news came through in early July; we were all going back into another 6 week lockdown. MapLink came out of hibernation the next day as we dusted ourselves off for Iso 2.0. Interstaters will no doubt find it hard to understand what that second lockdown was like. I still don’t quite know how to process it. I remember doing my weekly Zoom exercise class in early August, and trying not to cry as they announced over 700 new cases that day. We all became experts on graphs and charts as we watched the numbers slowly fall; we all tried to predict 14-day averages, and figure out what “mystery cases” were. We watched Premier Daniel Andrews front up to 130 long and usually painful press conferences; we couldn’t look away. Looking at Eventor was unbearable, seeing those little blue “results” circles that showed an event had been held somewhere, while Victorian events all had lines ruled through them and “rescheduled dates tba” appended. It’s history now that 6 weeks turned into nearly 4 months. Our world grew increasingly smaller with curfews, border closures, rings of steel, and 5km radii. Some people were lucky – I had 12 different maps within my red circle; others had only a couple, or worse, none at all. We all knew exactly where our boundaries were; how many kilometres we could eke out by running every single street in our neighbourhood; how far we could drive our cars or ride our bikes if we followed the perimeter whilst gazing wistfully across an invisible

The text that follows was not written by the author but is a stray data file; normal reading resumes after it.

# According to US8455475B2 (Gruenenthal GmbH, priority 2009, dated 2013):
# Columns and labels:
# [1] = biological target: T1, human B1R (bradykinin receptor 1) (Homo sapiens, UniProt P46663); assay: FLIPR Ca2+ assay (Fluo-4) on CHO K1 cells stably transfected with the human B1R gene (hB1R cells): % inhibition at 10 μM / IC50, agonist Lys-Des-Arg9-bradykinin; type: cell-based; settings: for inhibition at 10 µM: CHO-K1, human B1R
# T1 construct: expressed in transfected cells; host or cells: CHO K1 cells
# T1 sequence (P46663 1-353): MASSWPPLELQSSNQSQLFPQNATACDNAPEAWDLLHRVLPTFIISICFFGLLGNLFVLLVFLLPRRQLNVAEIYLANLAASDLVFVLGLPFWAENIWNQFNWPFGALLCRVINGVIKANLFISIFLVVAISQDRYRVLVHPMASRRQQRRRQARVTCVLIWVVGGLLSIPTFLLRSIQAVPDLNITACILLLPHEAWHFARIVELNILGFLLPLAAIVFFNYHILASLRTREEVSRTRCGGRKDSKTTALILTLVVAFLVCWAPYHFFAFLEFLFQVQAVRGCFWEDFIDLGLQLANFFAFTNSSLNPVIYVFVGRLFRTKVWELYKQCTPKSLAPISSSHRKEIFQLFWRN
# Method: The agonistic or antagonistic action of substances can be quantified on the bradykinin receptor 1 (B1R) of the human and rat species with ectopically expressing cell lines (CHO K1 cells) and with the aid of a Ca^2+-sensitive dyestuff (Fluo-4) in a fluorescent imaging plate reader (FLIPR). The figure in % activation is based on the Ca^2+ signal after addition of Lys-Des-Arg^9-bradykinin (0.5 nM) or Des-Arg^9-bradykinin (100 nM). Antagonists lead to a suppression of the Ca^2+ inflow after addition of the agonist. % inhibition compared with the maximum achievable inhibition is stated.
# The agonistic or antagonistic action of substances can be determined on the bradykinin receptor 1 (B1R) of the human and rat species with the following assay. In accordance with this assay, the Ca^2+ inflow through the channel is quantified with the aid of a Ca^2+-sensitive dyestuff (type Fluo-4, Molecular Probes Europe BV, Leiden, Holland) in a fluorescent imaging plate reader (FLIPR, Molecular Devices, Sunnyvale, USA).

barrier; and who we could meet up with when 2 people from different households were allowed to spend time together as long as their bubbles overlapped. We wanted to scream, sob, or curl up in a corner with a blanket over our heads. It seemed as if it would never end. Just writing these words is like revisiting a dystopian alternate universe.